Dr Bernard Vallat
Director General
Context of the conference
OIE 5th Strategic Plan
OIE role in aquatic animal health
Objectives and expectations
Desired outcomes of the conference
Global demand for food security
 Population growth: +1 billion people by 2050
 Shift from poverty to middle-class
 Increase in the number of daily meals and the protein intake of individuals
 Some projections indicate that the demand for animal protein will increase by 50%
• especially in developing countries
Aquaculture and food security
 Aquaculture is the fastest growing food producing sector (annual
growth @ 8.4% p.a. since 1970)
 Aquaculture provides high quality animal protein
 Animal health, food security and public health are linked
 To satisfy the global demand for protein-based foods, aquatic
animal production must be intensified
 Aquaculture development brings new aquatic animal disease
risks and threats to the environment
 Aquatic animal diseases represent a major limitation to efficient
aquaculture production and a constraint on international trade;
Aquaculture: particular challenges
 Countries need efficient aquatic animal health programmes
to increase production of safe products in an
environmentally sustainable way and to participate in
international trade;
 Veterinarians and other health professionals play a key role
in the establishment and implementation of aquatic animal
health programs; but resources and qualified/skilled
professionals are often lacking
 Aquatic Animal Health Services, whether part of the
Veterinary Services or not, frequently lack financial
resources and infrastructure, including legislation, to
implement efficient aquatic animal health programs.
The ‘Global Public Good’ Concept
The benefits of control and eradication of infectious diseases, are international and intergenerational in scope.
Countries depend on each other – the failure of one endangers all
Animal health systems are not a strictly commercial or agricultural good. They are fully
eligible for national and global public resources
Supporting animal health systems:
a national and global priority
Good Governance: for all countries
Competent Authorities need adequate infrastructure (including modern legislation) and resources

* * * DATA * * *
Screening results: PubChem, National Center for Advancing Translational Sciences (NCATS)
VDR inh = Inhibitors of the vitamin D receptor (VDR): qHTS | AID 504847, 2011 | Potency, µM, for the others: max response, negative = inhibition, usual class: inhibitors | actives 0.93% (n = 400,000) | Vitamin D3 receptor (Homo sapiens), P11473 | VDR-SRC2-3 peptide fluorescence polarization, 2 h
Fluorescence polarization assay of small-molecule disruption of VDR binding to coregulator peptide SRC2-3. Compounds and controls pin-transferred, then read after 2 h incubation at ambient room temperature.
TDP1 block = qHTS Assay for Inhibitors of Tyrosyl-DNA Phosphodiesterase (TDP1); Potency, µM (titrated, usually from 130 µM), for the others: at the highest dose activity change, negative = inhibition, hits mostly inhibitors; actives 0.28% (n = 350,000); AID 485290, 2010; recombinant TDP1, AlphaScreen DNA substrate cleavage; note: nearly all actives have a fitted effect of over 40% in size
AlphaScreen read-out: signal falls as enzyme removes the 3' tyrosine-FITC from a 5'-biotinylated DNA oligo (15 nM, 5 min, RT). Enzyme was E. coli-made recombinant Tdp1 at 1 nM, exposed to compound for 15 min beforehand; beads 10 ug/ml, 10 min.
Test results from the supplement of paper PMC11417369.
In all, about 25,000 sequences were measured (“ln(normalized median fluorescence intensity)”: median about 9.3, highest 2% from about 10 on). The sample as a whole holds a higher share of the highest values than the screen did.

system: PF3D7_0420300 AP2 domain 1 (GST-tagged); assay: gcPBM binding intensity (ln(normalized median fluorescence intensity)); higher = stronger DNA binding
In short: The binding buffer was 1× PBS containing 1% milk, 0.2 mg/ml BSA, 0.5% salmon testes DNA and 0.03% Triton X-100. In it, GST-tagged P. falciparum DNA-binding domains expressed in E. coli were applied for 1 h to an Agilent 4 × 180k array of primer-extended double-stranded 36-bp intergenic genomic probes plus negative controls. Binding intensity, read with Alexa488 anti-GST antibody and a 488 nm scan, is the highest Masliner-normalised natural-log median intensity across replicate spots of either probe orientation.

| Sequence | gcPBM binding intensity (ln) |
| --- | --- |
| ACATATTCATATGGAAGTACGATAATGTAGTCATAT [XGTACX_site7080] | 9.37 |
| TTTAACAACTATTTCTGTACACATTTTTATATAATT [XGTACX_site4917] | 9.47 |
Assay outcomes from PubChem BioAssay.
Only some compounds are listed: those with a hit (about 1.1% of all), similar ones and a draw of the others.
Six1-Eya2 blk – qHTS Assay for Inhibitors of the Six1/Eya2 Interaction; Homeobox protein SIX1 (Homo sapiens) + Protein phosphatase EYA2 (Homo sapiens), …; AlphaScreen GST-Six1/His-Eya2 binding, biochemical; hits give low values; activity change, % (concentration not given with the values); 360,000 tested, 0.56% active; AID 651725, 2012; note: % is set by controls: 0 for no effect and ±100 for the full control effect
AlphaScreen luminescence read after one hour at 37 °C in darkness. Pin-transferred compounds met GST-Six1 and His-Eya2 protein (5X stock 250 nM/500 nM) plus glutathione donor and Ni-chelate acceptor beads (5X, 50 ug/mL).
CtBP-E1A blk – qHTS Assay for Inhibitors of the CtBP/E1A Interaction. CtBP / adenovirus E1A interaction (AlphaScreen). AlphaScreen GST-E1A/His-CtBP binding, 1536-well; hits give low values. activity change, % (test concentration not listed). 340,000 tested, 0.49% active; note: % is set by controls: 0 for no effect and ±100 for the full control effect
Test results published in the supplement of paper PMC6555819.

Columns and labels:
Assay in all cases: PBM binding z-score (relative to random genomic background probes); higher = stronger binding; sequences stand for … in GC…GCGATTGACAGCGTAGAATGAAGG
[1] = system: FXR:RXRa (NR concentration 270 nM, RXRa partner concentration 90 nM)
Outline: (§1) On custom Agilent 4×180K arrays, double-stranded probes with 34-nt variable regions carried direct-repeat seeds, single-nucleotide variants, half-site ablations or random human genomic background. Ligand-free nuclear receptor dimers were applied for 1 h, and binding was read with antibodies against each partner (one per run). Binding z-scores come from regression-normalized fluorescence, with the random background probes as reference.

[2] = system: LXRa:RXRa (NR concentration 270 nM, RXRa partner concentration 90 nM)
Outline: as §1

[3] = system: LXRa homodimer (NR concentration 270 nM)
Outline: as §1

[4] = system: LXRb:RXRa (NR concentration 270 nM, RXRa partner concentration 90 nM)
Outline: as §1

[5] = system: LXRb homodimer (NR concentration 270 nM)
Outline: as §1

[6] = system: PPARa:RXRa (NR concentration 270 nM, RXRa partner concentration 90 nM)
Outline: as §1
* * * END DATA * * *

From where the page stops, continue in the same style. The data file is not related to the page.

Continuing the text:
to support effective implementation of animal health systems in the national territory, notably
to address:
Disease surveillance, early detection, transparency
Rapid response to disease outbreaks
Biosecurity measures
Deregulation and lack of sustainable funding for veterinary services and aquatic animal health
services can lead to biological disasters
5th OIE Strategic Plan (2011-2015)
Animal Health systems are a global public good
Global public goods > benefit all countries, people and generations
One World-One Health (OWOH)
A global strategy for cooperation in managing risks at the animal-human interface
Relation between animal health, animal production and the environment
Need to gain a clearer understanding of the link between animals and the environment.
5th OIE Strategic Plan: Key concepts
Food Security and Food Safety
 Increasing demand for a global supply of safe food
 Food security, especially the supply of affordable high quality protein, is a key public health
 Animal health programs contribute to food security and food safety
 Veterinary Services and aquatic animal health services play a key role in meeting societal
Standard Setting
 The OIE is the unique global organisation setting science-based standards and guidelines for
animal health (including zoonoses), animal welfare and animal production food safety
5th Strategic Plan: Key concepts
Animal welfare: a strategic engagement
 Animal health is a key component of animal welfare
 OIE, with the mandate of its Members, is recognised globally as the leader in setting
international animal welfare standards
Veterinary education
 High quality veterinarians play an essential role in society
 Need for standardisation of the veterinary diploma, both initial and continuing education
 The OIE role in developing standards, including for aquatic animal health, progressed
through OIE Global Conferences (Paris 2009 and Lyon 2011).
5th Strategic Plan: Key concepts
Good Governance of Veterinary Services and Aquatic Animal Health Services (AAHS)
 Members need appropriate infrastructure to support implementation of national animal health
programmes throughout the territory
 Governments have the overall authority and responsibility
 Alliances between public and private sectors (veterinarians, farmers, consumers)
 OIE standards for efficient Veterinary and AAHS Services
• Using the OIE PVS Pathway
 Role of the Veterinary Statutory Body setting standards for the practice of veterinary medicine.
The OIE role in standard setting
The ‘3 sisters’
food safety
animal health and
plant health
WTO SPS Agreement recognises OIE as a reference organisation for
international standards on animal health including zoonoses
Publication of international standards
Aquatic Animal Health Code
amphibians, crustaceans, fish and molluscs
Manual of Diagnostic Tests
for Aquatic Animals
Official reference of the WTO SPS Agreement
Adopted by consensus of OIE Members
International standards
Aquatic Animal Health Standards Commission oversees production of the Aquatic Code